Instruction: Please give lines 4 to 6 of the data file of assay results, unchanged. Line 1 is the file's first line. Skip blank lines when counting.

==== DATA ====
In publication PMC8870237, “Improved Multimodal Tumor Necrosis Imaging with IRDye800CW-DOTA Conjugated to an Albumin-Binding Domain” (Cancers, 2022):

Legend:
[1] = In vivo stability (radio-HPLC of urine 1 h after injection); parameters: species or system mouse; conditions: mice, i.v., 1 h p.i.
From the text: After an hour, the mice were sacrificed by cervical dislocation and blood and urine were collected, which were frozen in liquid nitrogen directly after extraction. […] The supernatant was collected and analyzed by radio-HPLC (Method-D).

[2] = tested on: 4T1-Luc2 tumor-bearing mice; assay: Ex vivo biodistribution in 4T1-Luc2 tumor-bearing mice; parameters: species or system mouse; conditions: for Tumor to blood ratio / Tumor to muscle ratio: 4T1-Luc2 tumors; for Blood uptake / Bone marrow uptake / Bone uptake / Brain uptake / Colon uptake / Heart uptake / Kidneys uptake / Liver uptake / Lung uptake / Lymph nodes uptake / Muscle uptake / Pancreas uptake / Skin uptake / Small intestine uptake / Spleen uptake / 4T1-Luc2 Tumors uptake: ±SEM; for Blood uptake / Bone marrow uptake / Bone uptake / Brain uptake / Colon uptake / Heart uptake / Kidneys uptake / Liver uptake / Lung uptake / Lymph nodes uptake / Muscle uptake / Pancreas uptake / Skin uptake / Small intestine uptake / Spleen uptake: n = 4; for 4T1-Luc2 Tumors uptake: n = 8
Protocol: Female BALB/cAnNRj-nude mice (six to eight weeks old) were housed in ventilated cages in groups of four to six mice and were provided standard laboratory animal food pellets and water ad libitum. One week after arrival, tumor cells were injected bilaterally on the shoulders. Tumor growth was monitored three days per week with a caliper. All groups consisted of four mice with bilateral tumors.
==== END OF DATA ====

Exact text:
From the text: After an hour, the mice were sacrificed by cervical dislocation and blood and urine were collected, which were frozen in liquid nitrogen directly after extraction. […] The supernatant was collected and analyzed by radio-HPLC (Method-D).

[2] = tested on: 4T1-Luc2 tumor-bearing mice; assay: Ex vivo biodistribution in 4T1-Luc2 tumor-bearing mice; parameters: species or system mouse; conditions: for Tumor to blood ratio / Tumor to muscle ratio: 4T1-Luc2 tumors; for Blood uptake / Bone marrow uptake / Bone uptake / Brain uptake / Colon uptake / Heart uptake / Kidneys uptake / Liver uptake / Lung uptake / Lymph nodes uptake / Muscle uptake / Pancreas uptake / Skin uptake / Small intestine uptake / Spleen uptake / 4T1-Luc2 Tumors uptake: ±SEM; for Blood uptake / Bone marrow uptake / Bone uptake / Brain uptake / Colon uptake / Heart uptake / Kidneys uptake / Liver uptake / Lung uptake / Lymph nodes uptake / Muscle uptake / Pancreas uptake / Skin uptake / Small intestine uptake / Spleen uptake: n = 4; for 4T1-Luc2 Tumors uptake: n = 8
Protocol: Female BALB/cAnNRj-nude mice (six to eight weeks old) were housed in ventilated cages in groups of four to six mice and were provided standard laboratory animal food pellets and water ad libitum. One week after arrival, tumor cells were injected bilaterally on the shoulders. Tumor growth was monitored three days per week with a caliper. All groups consisted of four mice with bilateral tumors.